Verizon Wireless, the nation's largest wireless carrier, is overhauling its service plans, replacing them with a new set that allows multiple devices to share a bucket of data.
The new Share Everything plans, available on June 28, will raise prices for data users but include unlimited voice minutes and text, as well as a capped data allotment for up to 10 devices. For new customers, these plans will replace the current tiered-pricing plans that charge based on the amount of voice minutes and data consumed.
AT&T will introduce device-sharing plans later this year. T-Mobile says it's not switching to such plans because customers should "have the option of only paying for the amount of data each member of the family" needs. Sprint says data-sharing plans "significantly increase the potential of a surprise monthly bill due to data overage charges."
Smartphone users will have to pay more in Verizon's new plans. A customer opting for the cheapest data bucket, 1 gigabyte, will pay $90 before taxes and fees ($40 for phone access and $50 for 1 GB). The cheapest data plan available now for a smartphone costs $70.
The new data allotments come in six buckets, ranging from $50 for 1 GB to $100 for 10 GB. And customers can add a basic phone, laptop and tablet to share data for $30, $20 and $10, respectively. The Mobile Hotspot service, which turns the phone into a Wi-Fi hot spot router, is free.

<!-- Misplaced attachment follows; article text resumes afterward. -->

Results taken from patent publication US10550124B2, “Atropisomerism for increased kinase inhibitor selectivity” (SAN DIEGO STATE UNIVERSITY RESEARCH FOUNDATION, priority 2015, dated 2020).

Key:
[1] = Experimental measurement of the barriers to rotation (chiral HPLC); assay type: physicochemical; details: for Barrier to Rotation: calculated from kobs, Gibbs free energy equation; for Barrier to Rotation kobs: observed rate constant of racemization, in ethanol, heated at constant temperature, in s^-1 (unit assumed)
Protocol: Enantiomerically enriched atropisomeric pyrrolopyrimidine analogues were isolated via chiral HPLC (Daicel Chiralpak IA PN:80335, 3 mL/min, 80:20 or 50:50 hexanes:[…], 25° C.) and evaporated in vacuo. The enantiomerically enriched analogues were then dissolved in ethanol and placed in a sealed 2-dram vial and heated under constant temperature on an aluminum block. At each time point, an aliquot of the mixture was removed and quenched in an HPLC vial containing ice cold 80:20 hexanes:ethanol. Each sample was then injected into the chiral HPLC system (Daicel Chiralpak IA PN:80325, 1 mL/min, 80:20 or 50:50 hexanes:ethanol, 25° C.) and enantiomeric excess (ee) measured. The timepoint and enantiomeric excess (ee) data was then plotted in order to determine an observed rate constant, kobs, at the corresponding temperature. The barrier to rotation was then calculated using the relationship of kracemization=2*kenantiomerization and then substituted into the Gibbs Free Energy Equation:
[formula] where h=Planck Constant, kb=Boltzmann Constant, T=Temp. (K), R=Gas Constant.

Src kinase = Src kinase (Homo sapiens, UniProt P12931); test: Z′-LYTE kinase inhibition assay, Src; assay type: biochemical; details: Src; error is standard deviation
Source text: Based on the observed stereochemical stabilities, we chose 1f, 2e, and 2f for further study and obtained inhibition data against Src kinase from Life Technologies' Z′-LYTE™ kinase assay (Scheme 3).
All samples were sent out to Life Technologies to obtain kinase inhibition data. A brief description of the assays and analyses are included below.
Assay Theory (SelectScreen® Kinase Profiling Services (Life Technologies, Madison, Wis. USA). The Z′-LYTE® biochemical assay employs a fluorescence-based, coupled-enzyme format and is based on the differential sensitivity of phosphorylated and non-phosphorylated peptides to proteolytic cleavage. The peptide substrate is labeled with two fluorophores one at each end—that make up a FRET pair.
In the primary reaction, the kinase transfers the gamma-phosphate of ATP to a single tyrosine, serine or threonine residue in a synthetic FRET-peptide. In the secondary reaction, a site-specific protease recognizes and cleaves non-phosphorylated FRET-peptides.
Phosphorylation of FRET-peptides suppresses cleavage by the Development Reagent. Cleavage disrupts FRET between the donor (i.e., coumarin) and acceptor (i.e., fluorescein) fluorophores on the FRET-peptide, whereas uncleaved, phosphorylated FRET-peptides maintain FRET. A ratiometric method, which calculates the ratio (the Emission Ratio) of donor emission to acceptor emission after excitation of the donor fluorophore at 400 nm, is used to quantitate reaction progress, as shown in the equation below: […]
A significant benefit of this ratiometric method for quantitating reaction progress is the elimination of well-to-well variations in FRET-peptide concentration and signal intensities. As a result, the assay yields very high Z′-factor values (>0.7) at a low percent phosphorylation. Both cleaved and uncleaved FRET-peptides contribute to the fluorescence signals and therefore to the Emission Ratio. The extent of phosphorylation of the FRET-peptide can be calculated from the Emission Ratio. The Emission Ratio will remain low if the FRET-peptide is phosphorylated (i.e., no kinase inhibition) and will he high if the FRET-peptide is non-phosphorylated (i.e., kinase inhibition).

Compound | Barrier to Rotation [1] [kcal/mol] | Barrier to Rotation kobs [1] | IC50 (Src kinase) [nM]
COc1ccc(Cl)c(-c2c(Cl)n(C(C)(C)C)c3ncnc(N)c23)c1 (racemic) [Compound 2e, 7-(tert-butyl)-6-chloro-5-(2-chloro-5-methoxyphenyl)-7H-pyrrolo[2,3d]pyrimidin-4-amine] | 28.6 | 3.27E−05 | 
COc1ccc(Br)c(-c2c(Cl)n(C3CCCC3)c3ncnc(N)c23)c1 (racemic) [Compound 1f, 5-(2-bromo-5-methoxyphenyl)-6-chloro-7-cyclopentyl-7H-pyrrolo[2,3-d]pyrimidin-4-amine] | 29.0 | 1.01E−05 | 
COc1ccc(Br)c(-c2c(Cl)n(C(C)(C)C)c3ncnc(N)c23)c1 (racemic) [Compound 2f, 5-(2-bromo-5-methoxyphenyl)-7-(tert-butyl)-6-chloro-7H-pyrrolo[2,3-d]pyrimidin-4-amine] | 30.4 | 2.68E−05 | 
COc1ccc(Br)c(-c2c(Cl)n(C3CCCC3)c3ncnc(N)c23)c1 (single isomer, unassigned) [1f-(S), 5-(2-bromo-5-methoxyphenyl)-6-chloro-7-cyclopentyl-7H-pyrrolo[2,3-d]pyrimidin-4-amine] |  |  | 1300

The cheapest price for voice-only customers remains largely unchanged. Verizon will sell two packages for those who use little to no data -- a $40 plan (700 minutes, 20-cents-a-text and no data) and an $80 plan (300 MB of data and unlimited voice and text).
Options available will depend on your customer status as of June 28.
A new customer must select an option in the Share Everything plan or either of the two voice-centric packages ($40 or $80).
A tiered-pricing plan customer can upgrade by selecting a Share Everything plan or an existing tiered plan.
An unlimited data customer must also choose either a Share Everything plan or a tiered plan when upgrading. Verizon dropped the $30-a-month unlimited plan for new customers last year, but those who already had it were allowed to keep it.
The moves reflect shifting consumer habits. Fewer calls are made, while videos and audio take up much of the carriers' capacity. "They're giving you more of what you don't want, which is voice," says Rich Karpinski, an analyst at Yankee Group.
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